Late last month, the Morning Jolt noted an odd story from a couple in San Francisco who took a cruise in China in November 2019. Their cruise started in Wuhan on November 1, but cruise organizers rushed them through a nearly empty museum and then made them leave the city early, giving the travelers implausible explanations about river traffic. The couple said it could well be coincidental, but it’s easy to wonder whether certain people in Wuhan, perhaps including people connected to that tour visit, knew something was wrong or unsafe in the city at that time.
This morning, ABC News offers more anecdotal evidence suggesting that residents of Wuhan knew some sort of serious health problem was brewing around that time:
Using techniques similar to those employed by intelligence agencies, the research team behind the study analyzed commercial satellite imagery and “observed a dramatic increase in hospital traffic outside five major Wuhan hospitals beginning late summer and early fall 2019,” according to Dr. John Brownstein, the Harvard Medical professor who led the research.
Brownstein, an ABC News contributor, said the traffic increase also “coincided with” elevated queries on a Chinese internet search for “certain symptoms that would later be determined as closely associated with the novel coronavirus.”
“Something was happening in October,” said Brownstein, the chief innovation officer at Boston Children’s Hospital and director of the medical center’s Computational Epidemiology Lab. “Clearly, there was some level of social disruption taking place well before what was previously identified as the start of the novel coronavirus pandemic.”
The ABC report includes some of the satellite images and car counts, and comparisons to a year earlier. The researchers also found a sudden spike in Wuhan residents making Internet searches about symptoms of a coronavirus infection.
It is impossible to determine if the people who drove those cars in hospital parking lots had SARS-CoV-2 or were bringing relatives infected with that virus to the hospital. October is the start of the “normal” flu season, and it’s possible that residents of Wuhan were catching and fighting off other non SARS-CoV-2 viruses at this time. But the size of the spike in traffic at these hospitals is certainly on a scale large enough to raise eyebrows; the number of cars around Wuhan Tongji Medical University nearly doubled from October 10, 2018 . . . to September 12, 2019.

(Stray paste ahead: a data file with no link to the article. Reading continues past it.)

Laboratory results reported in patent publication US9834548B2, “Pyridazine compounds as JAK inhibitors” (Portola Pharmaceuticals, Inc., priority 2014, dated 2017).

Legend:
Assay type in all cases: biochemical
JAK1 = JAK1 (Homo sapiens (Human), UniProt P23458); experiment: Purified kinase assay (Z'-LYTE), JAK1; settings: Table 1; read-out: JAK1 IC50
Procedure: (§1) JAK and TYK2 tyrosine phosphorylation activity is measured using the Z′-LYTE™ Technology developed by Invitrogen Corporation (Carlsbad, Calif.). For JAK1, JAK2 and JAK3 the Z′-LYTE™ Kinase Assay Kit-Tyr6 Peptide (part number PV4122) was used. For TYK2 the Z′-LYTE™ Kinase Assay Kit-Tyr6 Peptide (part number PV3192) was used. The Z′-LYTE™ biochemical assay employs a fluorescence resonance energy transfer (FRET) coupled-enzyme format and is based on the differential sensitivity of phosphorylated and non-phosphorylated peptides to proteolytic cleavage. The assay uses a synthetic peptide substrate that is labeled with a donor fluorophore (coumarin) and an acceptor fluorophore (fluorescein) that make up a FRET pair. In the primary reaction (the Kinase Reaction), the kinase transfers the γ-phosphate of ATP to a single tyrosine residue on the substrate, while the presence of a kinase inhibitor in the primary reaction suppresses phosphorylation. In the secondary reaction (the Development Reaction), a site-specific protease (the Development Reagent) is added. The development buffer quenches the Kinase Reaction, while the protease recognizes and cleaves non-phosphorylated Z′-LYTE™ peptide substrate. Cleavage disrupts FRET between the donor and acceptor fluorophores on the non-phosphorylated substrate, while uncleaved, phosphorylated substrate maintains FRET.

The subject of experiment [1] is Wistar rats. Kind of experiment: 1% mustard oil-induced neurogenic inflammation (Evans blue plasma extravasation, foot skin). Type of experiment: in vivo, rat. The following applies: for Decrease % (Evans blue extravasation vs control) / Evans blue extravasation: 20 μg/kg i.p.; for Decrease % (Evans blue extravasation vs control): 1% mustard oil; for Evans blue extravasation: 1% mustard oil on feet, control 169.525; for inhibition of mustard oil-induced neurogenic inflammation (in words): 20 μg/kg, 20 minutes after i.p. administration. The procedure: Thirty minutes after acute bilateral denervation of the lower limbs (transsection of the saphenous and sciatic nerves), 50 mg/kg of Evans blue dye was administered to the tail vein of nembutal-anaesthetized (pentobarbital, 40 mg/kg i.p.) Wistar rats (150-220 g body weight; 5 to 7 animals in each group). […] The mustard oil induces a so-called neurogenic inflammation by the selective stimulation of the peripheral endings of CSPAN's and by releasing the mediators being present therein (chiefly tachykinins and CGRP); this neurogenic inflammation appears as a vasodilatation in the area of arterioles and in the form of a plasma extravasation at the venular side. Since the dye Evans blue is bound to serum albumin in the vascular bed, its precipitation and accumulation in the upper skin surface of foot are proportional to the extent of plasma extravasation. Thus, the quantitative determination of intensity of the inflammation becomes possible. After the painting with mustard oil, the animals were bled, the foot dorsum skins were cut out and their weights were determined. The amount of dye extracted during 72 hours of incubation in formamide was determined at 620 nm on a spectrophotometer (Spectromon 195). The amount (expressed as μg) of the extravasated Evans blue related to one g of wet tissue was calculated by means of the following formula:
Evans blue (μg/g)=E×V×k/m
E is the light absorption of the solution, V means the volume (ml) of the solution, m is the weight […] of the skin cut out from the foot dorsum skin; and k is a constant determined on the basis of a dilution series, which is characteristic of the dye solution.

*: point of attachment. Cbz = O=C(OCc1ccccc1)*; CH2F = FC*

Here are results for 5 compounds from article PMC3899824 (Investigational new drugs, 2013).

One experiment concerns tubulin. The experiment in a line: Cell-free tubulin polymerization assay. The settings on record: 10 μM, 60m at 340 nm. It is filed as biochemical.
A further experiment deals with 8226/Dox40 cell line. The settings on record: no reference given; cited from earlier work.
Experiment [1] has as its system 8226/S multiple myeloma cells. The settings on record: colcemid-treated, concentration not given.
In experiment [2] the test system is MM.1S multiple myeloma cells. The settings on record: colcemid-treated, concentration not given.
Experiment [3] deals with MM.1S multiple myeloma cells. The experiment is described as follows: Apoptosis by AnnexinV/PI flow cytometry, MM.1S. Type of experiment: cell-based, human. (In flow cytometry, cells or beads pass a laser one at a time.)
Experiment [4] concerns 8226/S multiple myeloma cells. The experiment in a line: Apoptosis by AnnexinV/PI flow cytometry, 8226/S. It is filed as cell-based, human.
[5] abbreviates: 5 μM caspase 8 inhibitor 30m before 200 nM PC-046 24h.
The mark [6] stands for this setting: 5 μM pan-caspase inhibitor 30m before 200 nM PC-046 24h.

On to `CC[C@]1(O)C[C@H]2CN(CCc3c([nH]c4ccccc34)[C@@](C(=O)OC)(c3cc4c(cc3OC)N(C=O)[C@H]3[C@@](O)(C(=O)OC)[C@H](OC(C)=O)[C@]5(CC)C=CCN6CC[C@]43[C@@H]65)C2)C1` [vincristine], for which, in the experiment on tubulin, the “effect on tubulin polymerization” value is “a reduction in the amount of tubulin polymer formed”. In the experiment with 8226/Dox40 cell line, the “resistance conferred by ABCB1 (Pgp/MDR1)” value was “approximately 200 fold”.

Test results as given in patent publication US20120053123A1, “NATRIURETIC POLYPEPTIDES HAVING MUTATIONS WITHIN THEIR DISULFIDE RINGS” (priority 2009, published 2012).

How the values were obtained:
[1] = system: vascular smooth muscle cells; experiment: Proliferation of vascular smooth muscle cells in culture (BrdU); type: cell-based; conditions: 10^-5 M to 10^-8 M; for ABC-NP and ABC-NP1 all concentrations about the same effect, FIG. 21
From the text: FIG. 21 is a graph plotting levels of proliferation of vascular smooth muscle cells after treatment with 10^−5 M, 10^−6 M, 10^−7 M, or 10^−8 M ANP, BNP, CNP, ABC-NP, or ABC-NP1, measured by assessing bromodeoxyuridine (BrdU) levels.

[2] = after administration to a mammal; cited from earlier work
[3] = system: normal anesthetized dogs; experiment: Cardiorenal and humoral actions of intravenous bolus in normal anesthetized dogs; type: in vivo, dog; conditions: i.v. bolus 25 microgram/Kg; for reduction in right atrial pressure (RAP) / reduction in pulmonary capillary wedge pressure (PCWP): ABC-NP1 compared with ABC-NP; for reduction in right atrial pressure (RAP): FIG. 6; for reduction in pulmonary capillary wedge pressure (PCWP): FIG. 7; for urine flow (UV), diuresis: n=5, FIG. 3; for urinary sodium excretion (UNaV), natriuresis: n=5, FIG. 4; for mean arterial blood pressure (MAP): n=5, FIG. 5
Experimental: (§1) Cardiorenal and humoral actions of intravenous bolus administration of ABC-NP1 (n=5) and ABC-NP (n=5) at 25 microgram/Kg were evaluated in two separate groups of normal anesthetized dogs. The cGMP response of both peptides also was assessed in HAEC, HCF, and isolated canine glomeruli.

Back in April, NBC News cited two current and one former U.S. official declaring that U.S. spy agencies collected raw intelligence hinting at a public-health crisis in Wuhan, China, in November. The intelligence was described as “communications intercepts and overhead images showing increased activity at health facilities.”
But the Pentagon denied the report, with some particularly precise language. “We can confirm that media reporting about the existence/release of a National Center for Medical Intelligence (NCMI) Coronavirus-related product/assessment in November of 2019 is incorrect,” said a statement by Dr. R. Shane Day, an Air Force colonel who is director of the National Center for Medical Intelligence, a unit of the Pentagon’s Defense Intelligence Agency. “No such NCMI product exists.”
If SARS-CoV-2 spurred significant numbers of Wuhan residents to visit four hospitals as early as October 17 . . . does this fit with the private analysis of cellphone location data that suggested “there was no cellphone activity in a high-security portion of the Wuhan Institute of Virology from Oct. 7 through Oct. 24, 2019”? Or does the sudden increase in traffic around the Wuhan Tongji Medical University in September suggest that the drop in cell-phone use in the Wuhan Institute of Virology was unrelated to the coronavirus outbreak?